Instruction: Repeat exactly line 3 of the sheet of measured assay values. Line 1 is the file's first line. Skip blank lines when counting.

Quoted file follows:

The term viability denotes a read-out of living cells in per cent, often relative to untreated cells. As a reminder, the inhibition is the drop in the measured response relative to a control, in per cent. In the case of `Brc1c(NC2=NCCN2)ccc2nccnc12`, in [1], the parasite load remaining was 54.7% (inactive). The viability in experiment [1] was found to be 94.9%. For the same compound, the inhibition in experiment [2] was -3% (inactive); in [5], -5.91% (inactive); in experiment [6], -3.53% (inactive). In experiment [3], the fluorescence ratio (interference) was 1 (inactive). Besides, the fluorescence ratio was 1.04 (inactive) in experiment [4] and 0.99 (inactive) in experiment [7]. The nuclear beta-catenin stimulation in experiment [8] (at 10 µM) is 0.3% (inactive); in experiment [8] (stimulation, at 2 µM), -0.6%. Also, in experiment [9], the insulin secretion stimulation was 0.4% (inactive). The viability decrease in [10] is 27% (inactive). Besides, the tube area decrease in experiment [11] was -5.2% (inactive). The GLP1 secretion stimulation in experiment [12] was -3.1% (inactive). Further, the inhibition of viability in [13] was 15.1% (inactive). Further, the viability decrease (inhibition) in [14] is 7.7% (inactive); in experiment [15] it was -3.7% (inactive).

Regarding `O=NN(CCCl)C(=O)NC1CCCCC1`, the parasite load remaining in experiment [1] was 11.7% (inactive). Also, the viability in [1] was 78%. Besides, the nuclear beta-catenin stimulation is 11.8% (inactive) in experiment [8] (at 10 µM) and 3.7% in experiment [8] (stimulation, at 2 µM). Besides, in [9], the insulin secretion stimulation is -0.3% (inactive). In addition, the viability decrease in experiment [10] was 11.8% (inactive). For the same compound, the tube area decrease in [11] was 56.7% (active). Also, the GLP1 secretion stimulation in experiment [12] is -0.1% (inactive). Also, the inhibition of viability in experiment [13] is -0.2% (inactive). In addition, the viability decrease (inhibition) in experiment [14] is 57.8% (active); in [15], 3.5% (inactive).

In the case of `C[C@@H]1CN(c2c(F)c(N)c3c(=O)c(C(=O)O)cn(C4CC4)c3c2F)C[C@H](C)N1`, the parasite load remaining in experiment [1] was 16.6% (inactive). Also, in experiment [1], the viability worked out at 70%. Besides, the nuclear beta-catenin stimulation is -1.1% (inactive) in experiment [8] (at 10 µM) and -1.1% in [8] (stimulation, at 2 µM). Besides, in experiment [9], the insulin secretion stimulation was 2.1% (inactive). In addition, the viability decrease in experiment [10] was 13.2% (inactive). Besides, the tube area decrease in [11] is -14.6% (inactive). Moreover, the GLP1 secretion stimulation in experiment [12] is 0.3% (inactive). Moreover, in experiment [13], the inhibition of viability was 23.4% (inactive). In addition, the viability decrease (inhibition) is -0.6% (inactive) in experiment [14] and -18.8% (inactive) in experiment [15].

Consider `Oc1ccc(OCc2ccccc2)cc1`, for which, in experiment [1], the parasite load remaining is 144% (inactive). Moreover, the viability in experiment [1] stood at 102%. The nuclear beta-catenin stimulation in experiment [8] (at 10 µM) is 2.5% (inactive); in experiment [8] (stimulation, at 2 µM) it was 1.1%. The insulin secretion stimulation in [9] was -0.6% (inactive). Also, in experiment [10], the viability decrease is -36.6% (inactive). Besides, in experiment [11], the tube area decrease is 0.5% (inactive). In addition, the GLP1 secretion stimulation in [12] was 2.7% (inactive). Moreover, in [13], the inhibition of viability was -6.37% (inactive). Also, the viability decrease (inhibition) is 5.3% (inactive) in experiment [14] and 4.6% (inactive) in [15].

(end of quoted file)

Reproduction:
In the case of `C[C@@H]1CN(c2c(F)c(N)c3c(=O)c(C(=O)O)cn(C4CC4)c3c2F)C[C@H](C)N1`, the parasite load remaining in experiment [1] was 16.6% (inactive). Also, in experiment [1], the viability worked out at 70%. Besides, the nuclear beta-catenin stimulation is -1.1% (inactive) in experiment [8] (at 10 µM) and -1.1% in [8] (stimulation, at 2 µM). Besides, in experiment [9], the insulin secretion stimulation was 2.1% (inactive). In addition, the viability decrease in experiment [10] was 13.2% (inactive). Besides, the tube area decrease in [11] is -14.6% (inactive). Moreover, the GLP1 secretion stimulation in experiment [12] is 0.3% (inactive). Moreover, in experiment [13], the inhibition of viability was 23.4% (inactive). In addition, the viability decrease (inhibition) is -0.6% (inactive) in experiment [14] and -18.8% (inactive) in experiment [15].